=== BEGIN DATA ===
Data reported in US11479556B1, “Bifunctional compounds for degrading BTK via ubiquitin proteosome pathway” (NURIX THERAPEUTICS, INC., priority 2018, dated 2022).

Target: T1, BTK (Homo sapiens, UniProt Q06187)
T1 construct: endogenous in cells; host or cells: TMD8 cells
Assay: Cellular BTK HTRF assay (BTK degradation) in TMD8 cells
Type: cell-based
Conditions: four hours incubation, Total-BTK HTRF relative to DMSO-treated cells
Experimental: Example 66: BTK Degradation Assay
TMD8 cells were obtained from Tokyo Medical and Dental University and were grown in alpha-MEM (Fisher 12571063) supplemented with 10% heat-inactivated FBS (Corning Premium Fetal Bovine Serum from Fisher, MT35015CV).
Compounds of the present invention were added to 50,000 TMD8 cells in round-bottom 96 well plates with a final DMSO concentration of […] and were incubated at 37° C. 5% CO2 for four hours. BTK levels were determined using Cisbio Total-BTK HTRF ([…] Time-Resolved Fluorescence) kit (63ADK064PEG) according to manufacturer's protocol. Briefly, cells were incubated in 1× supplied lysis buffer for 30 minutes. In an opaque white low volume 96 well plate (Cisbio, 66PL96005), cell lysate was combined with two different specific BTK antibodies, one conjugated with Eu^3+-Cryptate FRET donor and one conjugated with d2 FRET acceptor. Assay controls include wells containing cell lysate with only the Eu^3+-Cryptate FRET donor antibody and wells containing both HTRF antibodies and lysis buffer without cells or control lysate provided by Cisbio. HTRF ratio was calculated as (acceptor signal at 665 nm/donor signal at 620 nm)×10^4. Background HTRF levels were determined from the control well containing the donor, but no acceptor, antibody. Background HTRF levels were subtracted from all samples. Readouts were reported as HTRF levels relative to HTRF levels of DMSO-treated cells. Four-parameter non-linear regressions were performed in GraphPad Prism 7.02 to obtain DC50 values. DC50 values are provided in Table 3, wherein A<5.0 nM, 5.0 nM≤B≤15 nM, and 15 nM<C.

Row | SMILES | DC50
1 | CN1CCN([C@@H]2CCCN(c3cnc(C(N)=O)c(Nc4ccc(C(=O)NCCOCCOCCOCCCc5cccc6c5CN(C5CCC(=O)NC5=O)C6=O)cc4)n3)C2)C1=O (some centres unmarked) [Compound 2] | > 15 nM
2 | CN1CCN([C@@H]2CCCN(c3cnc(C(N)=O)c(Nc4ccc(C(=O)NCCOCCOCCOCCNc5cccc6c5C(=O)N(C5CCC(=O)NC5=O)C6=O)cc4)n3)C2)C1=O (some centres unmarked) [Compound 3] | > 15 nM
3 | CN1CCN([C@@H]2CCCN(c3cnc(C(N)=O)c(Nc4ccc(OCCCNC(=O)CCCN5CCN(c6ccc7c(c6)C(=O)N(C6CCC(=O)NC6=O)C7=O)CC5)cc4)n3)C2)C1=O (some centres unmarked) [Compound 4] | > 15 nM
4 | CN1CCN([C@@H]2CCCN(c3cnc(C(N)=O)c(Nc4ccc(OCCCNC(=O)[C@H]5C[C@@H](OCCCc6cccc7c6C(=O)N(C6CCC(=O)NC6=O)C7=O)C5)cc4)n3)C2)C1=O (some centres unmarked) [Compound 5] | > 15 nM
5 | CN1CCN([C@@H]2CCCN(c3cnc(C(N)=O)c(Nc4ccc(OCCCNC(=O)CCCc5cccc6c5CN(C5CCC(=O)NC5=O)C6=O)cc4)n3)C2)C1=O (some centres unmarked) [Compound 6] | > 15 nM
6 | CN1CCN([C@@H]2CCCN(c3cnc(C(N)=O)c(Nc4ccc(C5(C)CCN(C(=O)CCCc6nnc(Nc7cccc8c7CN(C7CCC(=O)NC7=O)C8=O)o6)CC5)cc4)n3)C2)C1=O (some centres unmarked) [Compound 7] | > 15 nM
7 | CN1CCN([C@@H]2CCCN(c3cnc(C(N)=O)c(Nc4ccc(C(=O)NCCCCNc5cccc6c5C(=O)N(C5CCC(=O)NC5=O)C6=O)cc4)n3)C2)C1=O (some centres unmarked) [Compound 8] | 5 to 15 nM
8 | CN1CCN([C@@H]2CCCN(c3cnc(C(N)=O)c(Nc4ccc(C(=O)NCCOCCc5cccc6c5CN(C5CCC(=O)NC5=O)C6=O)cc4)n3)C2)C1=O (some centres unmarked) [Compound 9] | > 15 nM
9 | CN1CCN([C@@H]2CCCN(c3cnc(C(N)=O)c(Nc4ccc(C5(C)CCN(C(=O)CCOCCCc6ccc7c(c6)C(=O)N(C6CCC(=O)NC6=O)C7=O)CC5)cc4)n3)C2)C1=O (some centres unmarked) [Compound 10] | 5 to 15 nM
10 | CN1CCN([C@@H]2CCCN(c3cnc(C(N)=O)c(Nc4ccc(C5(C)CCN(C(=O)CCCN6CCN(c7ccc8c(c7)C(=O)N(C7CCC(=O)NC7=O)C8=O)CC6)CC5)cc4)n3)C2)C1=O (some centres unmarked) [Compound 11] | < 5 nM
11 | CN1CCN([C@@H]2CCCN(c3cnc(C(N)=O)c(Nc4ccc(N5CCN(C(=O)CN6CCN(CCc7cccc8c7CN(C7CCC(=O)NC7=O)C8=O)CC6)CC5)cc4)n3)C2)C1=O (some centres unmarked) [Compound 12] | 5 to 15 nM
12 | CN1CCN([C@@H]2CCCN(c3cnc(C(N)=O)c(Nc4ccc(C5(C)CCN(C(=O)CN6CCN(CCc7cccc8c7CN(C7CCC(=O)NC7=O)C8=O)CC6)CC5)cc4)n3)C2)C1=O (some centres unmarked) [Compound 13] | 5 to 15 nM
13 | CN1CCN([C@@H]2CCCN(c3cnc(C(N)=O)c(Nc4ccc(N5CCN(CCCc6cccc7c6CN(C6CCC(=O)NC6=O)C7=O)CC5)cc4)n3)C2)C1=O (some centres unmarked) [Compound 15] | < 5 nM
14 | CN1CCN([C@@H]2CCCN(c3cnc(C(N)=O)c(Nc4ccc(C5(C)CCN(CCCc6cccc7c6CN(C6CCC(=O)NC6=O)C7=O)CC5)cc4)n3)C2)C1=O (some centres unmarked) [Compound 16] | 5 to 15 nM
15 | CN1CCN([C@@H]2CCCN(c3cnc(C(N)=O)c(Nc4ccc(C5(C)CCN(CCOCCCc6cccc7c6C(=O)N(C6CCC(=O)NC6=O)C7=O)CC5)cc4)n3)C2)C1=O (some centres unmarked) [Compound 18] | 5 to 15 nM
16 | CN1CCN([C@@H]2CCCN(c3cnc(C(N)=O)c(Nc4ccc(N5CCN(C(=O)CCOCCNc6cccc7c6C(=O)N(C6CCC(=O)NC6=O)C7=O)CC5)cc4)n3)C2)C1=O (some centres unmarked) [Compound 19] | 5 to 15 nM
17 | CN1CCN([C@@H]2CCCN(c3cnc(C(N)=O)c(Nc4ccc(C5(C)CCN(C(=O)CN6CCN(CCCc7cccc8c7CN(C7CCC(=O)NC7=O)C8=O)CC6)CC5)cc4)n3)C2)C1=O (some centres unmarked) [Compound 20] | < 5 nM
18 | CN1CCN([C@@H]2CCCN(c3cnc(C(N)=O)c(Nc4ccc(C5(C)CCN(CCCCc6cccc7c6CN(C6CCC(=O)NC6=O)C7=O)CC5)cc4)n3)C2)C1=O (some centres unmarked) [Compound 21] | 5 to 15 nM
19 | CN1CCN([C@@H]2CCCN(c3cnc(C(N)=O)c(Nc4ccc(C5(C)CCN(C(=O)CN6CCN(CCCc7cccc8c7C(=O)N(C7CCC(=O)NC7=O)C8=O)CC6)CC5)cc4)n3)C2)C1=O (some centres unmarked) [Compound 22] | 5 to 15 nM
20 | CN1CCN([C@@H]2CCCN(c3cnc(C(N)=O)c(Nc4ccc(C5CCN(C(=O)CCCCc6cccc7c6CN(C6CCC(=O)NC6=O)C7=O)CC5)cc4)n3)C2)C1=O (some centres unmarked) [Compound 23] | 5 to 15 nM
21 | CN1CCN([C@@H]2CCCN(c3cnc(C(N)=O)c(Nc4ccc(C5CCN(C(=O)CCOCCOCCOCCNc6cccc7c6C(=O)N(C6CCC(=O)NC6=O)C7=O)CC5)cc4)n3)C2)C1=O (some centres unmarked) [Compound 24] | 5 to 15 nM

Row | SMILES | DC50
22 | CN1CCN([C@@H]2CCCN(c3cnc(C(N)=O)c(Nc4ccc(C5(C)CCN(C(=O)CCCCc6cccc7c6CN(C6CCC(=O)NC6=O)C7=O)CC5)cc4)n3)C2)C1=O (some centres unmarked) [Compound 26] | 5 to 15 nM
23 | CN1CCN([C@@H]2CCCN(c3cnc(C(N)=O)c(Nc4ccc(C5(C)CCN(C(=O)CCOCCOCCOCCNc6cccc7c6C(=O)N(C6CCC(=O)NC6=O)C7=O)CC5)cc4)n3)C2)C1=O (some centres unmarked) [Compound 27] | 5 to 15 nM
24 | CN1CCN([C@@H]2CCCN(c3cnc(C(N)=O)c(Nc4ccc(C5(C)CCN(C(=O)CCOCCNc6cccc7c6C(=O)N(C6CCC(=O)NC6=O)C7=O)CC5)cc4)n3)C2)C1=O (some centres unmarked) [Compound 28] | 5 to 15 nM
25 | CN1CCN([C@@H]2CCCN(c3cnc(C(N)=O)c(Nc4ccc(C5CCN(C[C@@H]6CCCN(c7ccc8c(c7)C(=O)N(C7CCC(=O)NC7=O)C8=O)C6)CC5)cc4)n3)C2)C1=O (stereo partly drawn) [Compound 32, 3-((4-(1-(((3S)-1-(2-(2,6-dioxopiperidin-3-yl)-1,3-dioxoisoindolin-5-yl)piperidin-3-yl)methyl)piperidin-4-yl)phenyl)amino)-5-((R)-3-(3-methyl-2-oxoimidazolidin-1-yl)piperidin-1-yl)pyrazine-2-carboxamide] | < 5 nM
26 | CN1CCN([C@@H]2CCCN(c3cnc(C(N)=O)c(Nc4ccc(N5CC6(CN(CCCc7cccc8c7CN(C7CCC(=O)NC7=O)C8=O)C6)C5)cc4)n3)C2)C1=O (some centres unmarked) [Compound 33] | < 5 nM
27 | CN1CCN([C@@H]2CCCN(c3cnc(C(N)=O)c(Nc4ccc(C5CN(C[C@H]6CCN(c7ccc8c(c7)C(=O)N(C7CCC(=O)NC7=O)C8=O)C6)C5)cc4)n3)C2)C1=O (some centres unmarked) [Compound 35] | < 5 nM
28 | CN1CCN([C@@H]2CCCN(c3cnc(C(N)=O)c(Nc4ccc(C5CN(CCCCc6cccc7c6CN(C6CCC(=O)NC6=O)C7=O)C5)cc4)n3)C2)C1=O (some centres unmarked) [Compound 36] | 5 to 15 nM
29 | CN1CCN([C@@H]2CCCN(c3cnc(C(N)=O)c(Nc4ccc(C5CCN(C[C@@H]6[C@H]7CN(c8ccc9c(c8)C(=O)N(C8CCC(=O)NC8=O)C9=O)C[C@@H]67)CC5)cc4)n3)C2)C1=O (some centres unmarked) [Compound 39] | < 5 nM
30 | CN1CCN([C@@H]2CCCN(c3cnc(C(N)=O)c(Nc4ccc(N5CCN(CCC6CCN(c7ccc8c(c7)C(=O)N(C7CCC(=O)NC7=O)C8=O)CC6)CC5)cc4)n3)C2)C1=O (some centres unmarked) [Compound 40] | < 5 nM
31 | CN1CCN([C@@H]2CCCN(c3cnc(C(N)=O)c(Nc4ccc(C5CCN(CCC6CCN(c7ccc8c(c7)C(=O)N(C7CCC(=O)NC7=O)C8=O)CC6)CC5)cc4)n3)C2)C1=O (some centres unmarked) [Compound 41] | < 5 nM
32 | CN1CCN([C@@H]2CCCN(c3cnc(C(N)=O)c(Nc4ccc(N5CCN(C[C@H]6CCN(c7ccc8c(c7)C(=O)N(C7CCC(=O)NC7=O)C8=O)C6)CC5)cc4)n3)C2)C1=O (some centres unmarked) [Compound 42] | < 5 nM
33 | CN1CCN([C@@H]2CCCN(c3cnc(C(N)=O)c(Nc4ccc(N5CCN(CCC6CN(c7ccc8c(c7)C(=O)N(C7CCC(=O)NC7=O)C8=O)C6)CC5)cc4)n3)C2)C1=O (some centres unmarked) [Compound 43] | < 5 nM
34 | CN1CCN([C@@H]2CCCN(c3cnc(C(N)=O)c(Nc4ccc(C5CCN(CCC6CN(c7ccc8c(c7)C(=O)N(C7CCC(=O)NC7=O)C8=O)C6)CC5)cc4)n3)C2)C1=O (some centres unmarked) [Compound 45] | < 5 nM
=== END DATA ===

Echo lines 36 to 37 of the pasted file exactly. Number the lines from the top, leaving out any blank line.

25 | CN1CCN([C@@H]2CCCN(c3cnc(C(N)=O)c(Nc4ccc(C5CCN(C[C@@H]6CCCN(c7ccc8c(c7)C(=O)N(C7CCC(=O)NC7=O)C8=O)C6)CC5)cc4)n3)C2)C1=O (stereo partly drawn) [Compound 32, 3-((4-(1-(((3S)-1-(2-(2,6-dioxopiperidin-3-yl)-1,3-dioxoisoindolin-5-yl)piperidin-3-yl)methyl)piperidin-4-yl)phenyl)amino)-5-((R)-3-(3-methyl-2-oxoimidazolidin-1-yl)piperidin-1-yl)pyrazine-2-carboxamide] | < 5 nM
26 | CN1CCN([C@@H]2CCCN(c3cnc(C(N)=O)c(Nc4ccc(N5CC6(CN(CCCc7cccc8c7CN(C7CCC(=O)NC7=O)C8=O)C6)C5)cc4)n3)C2)C1=O (some centres unmarked) [Compound 33] | < 5 nM